Buying property in Thailand requires careful planning and attention to detail. When looking to purchase real estate in Thailand, here are a few common considerations:
- Options for Owning Real Estate: While foreigners in Thailand are typically not allowed to acquire land, they are able to own buildings and condos directly. The fact that foreigners are allowed to own up to 49% of a building's total floor area makes acquiring a condominium unit a popular option. Another option could be to think about establishing a Thai business to keep the property or entering into long-term leasing agreements. Before deciding on an ownership structure, it's wise to research the potential legal ramifications and get advice from an attorney.
- Performing comprehensive due diligence is essential to guarantee the property satisfies all legal requirements, has a clear title, and is free from encumbrances or other legal difficulties. Among these tasks is the examination of all applicable licenses and permissions, as well as the verification of the property's ownership history and a survey of its boundaries.
- Recruiting Experts: Hiring an experienced attorney who focuses on Thai real estate transactions is a wise decision. They are able to evaluate contracts, do due diligence, and help you comply with local rules, among other legal services. In addition, finding appropriate properties and negotiating deals can be aided by collaborating with a trustworthy real estate agent who is well-versed in the local market.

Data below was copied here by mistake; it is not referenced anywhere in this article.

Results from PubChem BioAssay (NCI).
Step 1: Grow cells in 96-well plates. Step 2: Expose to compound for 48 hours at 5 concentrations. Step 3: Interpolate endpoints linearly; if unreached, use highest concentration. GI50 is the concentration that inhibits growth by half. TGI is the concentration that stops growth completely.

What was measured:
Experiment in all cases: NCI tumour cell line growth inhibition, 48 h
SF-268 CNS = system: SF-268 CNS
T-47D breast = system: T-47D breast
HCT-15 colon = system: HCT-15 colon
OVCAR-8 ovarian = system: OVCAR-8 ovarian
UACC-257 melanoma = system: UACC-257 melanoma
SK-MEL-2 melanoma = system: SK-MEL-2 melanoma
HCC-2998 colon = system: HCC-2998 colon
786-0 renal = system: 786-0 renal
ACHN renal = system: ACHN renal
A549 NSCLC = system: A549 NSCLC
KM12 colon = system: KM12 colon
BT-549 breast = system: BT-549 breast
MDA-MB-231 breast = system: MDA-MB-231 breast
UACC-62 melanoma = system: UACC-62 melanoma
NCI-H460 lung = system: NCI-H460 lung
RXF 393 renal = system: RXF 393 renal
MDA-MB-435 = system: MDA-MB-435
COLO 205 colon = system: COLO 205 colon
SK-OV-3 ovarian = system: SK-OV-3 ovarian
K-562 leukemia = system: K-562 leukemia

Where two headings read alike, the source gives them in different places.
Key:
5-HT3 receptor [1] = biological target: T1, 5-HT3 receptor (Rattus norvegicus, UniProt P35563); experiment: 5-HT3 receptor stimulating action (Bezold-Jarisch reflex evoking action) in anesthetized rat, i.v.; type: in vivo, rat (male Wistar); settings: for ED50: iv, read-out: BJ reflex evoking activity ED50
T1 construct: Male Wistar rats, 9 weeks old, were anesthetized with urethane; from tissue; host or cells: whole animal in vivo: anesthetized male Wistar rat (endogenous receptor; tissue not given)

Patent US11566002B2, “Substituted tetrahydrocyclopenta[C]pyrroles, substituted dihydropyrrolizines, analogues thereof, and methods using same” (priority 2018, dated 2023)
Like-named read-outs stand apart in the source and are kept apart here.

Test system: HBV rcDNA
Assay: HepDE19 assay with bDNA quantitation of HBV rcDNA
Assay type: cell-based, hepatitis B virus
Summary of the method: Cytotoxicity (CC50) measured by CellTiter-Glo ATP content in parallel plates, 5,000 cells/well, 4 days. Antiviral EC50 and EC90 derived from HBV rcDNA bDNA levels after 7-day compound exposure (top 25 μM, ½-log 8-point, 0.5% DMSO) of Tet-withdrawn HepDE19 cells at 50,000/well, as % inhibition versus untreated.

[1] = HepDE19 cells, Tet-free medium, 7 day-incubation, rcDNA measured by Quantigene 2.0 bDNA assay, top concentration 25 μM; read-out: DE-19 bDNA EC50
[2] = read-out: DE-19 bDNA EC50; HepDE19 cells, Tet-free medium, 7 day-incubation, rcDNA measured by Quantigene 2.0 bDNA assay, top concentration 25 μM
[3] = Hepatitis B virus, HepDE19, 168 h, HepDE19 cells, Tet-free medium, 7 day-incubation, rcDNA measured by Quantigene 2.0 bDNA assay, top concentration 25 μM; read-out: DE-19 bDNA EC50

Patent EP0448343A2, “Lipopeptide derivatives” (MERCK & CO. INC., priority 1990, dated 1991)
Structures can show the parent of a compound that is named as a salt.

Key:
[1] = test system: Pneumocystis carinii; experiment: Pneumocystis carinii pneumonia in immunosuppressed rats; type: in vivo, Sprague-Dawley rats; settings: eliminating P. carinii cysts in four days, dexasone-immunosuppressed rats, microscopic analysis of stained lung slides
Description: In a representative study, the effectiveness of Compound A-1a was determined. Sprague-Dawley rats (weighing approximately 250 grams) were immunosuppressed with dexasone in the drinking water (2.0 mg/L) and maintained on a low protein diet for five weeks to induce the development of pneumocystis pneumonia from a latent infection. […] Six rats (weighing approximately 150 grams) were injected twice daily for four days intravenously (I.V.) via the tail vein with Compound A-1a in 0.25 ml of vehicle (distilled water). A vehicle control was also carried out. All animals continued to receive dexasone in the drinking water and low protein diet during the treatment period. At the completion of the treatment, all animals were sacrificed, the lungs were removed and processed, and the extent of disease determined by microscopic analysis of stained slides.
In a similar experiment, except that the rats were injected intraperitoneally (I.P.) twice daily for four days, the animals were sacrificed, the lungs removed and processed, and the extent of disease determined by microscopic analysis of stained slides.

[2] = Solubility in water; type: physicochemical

- A legally enforceable contract between a buyer and a seller is the sales and purchase agreement. The purchase price, payment schedule, property description, and any stipulations should all be laid forth in the document. To safeguard your interests, it's wise to have a lawyer prepare or review the agreement.
- To make sure you are paying a fair price, it is vital to conduct a property valuation before getting financing. Thai banks and credit unions do provide financing to eligible buyers, albeit it may be difficult for foreigners to get a loan. For further information on property financing alternatives and requirements, it's recommended to contact local banks or mortgage brokers.
- Ownership Transfer and Tax Considerations: A trip to the local Land Office is required to finalize the transfer of ownership and settle any applicable taxes or fees. In most cases, the buyer and seller will each pay a portion of the transfer fee, which is based on the property's assessed value. Depending on the details of the deal, additional levies and taxes including stamp duty, withholding tax, and specific company tax could be due.
- Following the completion of the transfer, the Land Office will issue a new title deed reflecting the buyer as the registered owner and amend the property's ownership records. You should keep this updated title deed in a safe location because it is proof of ownership in a legal sense.
It's worth noting that, based on aspects like location, property type, and individual circumstances, the procedure and prerequisites for purchasing real estate in Thailand can differ. To guarantee a smooth and legally compliant home acquisition, it is essential to speak with a legal specialist or a trustworthy real estate agent that is knowledgeable with the local legislation and processes.